BBA - Bioenergetics (v.1608, #2-3)
Editorial Board (ii).
The low molecular mass subunits of the photosynthetic supracomplex, photosystem II by Lan-Xin Shi; Wolfgang P. Schröder (75-96).
The photosystem II (PSII) complex is located in the thylakoid membrane of higher plants, algae and cyanobacteria and drives the water oxidation process of photosynthesis, which splits water into reducing equivalents and molecular oxygen by solar energy. Electron and X-ray crystallography analyses have revealed that the PSII core complex contains between 34 and 36 transmembrane α-helices, depending on the organism. Of these helices at least 12–14 are attributed to low molecular mass proteins. However, to date, at least 18 low molecular mass (<10 kDa) subunits are putatively associated with the PSII complex. Most of them contain a single transmembrane span and their protein sequences are conserved among photosynthetic organisms. In addition, these proteins do not have any similarity to any known functional proteins in any type of organism, and only two of them bind a cofactor. These findings raise intriguing questions about why there are so many small protein subunits with single-transmembrane spans in the PSII complex, and their possible functions. This article reviews our current knowledge of this group of proteins. Deletion mutations of the low molecular mass subunits from both prokaryotic and eukaryotic model systems are compared in an attempt to understand the function of these proteins. From these comparisons it seems that the majority of them are involved in stabilization, assembly or dimerization of the PSII complex. The small proteins may facilitate fast dynamic conformational changes that the PSII complex needs to perform an optimal photosynthetic activity.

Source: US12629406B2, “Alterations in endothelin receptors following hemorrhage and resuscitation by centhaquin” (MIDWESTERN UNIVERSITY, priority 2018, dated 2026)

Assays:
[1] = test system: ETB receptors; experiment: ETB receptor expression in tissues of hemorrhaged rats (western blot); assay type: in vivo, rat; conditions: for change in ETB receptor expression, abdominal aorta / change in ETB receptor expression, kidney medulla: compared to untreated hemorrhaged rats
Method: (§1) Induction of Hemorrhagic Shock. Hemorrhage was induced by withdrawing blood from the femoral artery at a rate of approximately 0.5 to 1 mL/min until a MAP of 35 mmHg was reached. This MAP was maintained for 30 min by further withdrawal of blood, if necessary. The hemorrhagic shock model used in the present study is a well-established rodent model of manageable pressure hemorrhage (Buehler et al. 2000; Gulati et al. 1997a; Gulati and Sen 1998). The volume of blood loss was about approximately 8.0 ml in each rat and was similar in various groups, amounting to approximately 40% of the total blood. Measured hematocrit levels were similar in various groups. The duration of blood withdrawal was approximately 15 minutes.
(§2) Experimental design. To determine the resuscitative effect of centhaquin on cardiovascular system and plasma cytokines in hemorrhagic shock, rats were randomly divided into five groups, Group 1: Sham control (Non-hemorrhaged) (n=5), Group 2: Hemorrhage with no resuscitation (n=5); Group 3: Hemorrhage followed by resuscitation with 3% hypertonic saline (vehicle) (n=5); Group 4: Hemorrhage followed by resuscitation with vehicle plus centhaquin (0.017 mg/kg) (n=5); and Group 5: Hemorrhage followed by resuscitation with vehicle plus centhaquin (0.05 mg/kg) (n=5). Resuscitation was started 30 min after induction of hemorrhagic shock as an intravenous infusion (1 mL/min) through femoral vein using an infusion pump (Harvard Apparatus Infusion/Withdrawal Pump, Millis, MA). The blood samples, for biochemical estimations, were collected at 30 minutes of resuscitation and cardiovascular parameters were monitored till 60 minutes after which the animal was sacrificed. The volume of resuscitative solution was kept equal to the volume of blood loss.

Keywords: Small protein; PS2; Function; Arabidopsis; Synechocystis;
Rhodoquinone reaction site of mitochondrial complex I, in parasitic helminth, Ascaris suum by Tetsuo Yamashita; Takara Ino; Hideto Miyoshi; Kimitoshi Sakamoto; Arihiro Osanai; Eiko Nakamaru-Ogiso; Kiyoshi Kita (97-103).
The components and organization of the respiratory chain in helminth mitochondria vary remarkably depending upon the stage of the life cycle. Mitochondrial complex I in the parasitic helminth Ascaris suum uses ubiquinone-9 (UQ9) and rhodoquinone-9 (RQ9) under aerobic and anaerobic conditions, respectively. In this study, we investigated structural features of the quinone reduction site of A. suum complex I using a series of quinazoline-type inhibitors and also by the kinetic analysis of rhodoquinone-2 (RQ2) and ubiquinone-2 (UQ2) reduction. Structure–activity profiles of the inhibition by quinazolines were comparable, but not completely identical, between NADH-RQ2 and NADH-UQ2 oxidoreductase activities. However, the inhibitory mechanism of quinazolines was competitive and partially competitive against RQ2 and UQ2, respectively. The pH profiles of both activities differed remarkably; NADH-RQ2 oxidoreductase activity showed an optimum pH at 7.6, whereas NADH-UQ2 oxidoreductase activity showed two optima pH at 6.4 and 7.2. Our results indicate that although A. suum complex I uses both RQ2 and UQ2 as an electron acceptor, the manner of reaction (or binding) of the two quinones differs.
Keywords: Ascaris suum; Complex I; Rhodoquinone; Ubiquinone; Quinone reaction site;
Two separate pathways for d-lactate oxidation by Saccharomyces cerevisiae mitochondria which differ in energy production and carrier involvement by Maria Luigia Pallotta; Daniela Valenti; Michelina Iacovino; Salvatore Passarella (104-113).
The d-lactate carriers and d-lactate dehydrogenases could account for the removal of the toxic methylglyoxal from cytosol, as well as for the d-lactate-dependent gluconeogenesis.
Keywords: Saccharomyces cerevisiae; Mitochondrion; d-Lactate; Dehydrogenase; Transport; Carrier;
Light-induced excitation energy redistribution in Spirulina platensis cells: “spillover” or “mobile PBSs”? by Donghui Li; Jie Xie; Jingquan Zhao; Andong Xia; Donghai Li; Yandao Gong (114-121).